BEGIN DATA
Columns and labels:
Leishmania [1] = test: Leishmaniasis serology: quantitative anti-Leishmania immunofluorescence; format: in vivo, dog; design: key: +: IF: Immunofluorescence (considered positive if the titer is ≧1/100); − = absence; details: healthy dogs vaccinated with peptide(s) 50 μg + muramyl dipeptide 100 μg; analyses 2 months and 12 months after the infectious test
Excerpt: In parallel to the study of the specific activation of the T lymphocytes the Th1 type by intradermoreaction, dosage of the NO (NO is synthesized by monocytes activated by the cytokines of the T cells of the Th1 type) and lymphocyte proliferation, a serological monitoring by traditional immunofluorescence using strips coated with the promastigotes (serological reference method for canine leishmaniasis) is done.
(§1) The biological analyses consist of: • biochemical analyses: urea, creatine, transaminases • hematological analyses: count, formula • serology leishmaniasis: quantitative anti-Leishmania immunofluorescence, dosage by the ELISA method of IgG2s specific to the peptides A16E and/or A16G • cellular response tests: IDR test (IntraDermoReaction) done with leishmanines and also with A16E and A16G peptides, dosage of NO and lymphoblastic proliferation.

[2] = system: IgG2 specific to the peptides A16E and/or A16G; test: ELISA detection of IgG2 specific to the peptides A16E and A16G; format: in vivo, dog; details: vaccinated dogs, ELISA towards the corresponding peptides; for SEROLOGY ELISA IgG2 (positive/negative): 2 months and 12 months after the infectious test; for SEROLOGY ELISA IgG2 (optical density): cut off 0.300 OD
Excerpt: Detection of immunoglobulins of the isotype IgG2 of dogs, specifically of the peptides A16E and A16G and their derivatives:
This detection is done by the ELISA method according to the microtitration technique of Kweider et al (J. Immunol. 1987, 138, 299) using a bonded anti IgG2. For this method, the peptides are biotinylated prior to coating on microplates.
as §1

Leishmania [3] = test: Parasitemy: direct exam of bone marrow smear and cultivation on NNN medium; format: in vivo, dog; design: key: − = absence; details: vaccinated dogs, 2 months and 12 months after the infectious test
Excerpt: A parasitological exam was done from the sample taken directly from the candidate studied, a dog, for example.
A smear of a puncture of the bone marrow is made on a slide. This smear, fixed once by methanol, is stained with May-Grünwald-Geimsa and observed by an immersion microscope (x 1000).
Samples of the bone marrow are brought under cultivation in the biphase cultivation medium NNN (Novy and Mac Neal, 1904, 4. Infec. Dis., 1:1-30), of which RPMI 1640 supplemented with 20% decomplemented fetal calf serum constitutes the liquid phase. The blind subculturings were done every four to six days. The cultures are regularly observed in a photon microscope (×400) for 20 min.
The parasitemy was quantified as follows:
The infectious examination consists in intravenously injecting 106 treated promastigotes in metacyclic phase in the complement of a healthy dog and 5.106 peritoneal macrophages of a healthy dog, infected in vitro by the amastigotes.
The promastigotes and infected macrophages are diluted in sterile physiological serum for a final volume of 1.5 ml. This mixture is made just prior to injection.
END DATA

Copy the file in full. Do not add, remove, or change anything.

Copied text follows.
Columns and labels:
Leishmania [1] = test: Leishmaniasis serology: quantitative anti-Leishmania immunofluorescence; format: in vivo, dog; design: key: +: IF: Immunofluorescence (considered positive if the titer is ≧1/100); − = absence; details: healthy dogs vaccinated with peptide(s) 50 μg + muramyl dipeptide 100 μg; analyses 2 months and 12 months after the infectious test
Excerpt: In parallel to the study of the specific activation of the T lymphocytes the Th1 type by intradermoreaction, dosage of the NO (NO is synthesized by monocytes activated by the cytokines of the T cells of the Th1 type) and lymphocyte proliferation, a serological monitoring by traditional immunofluorescence using strips coated with the promastigotes (serological reference method for canine leishmaniasis) is done.
(§1) The biological analyses consist of: • biochemical analyses: urea, creatine, transaminases • hematological analyses: count, formula • serology leishmaniasis: quantitative anti-Leishmania immunofluorescence, dosage by the ELISA method of IgG2s specific to the peptides A16E and/or A16G • cellular response tests: IDR test (IntraDermoReaction) done with leishmanines and also with A16E and A16G peptides, dosage of NO and lymphoblastic proliferation.

[2] = system: IgG2 specific to the peptides A16E and/or A16G; test: ELISA detection of IgG2 specific to the peptides A16E and A16G; format: in vivo, dog; details: vaccinated dogs, ELISA towards the corresponding peptides; for SEROLOGY ELISA IgG2 (positive/negative): 2 months and 12 months after the infectious test; for SEROLOGY ELISA IgG2 (optical density): cut off 0.300 OD
Excerpt: Detection of immunoglobulins of the isotype IgG2 of dogs, specifically of the peptides A16E and A16G and their derivatives:
This detection is done by the ELISA method according to the microtitration technique of Kweider et al (J. Immunol. 1987, 138, 299) using a bonded anti IgG2. For this method, the peptides are biotinylated prior to coating on microplates.
as §1

Leishmania [3] = test: Parasitemy: direct exam of bone marrow smear and cultivation on NNN medium; format: in vivo, dog; design: key: − = absence; details: vaccinated dogs, 2 months and 12 months after the infectious test
Excerpt: A parasitological exam was done from the sample taken directly from the candidate studied, a dog, for example.
A smear of a puncture of the bone marrow is made on a slide. This smear, fixed once by methanol, is stained with May-Grünwald-Geimsa and observed by an immersion microscope (x 1000).
Samples of the bone marrow are brought under cultivation in the biphase cultivation medium NNN (Novy and Mac Neal, 1904, 4. Infec. Dis., 1:1-30), of which RPMI 1640 supplemented with 20% decomplemented fetal calf serum constitutes the liquid phase. The blind subculturings were done every four to six days. The cultures are regularly observed in a photon microscope (×400) for 20 min.
The parasitemy was quantified as follows:
The infectious examination consists in intravenously injecting 106 treated promastigotes in metacyclic phase in the complement of a healthy dog and 5.106 peritoneal macrophages of a healthy dog, infected in vitro by the amastigotes.
The promastigotes and infected macrophages are diluted in sterile physiological serum for a final volume of 1.5 ml. This mixture is made just prior to injection.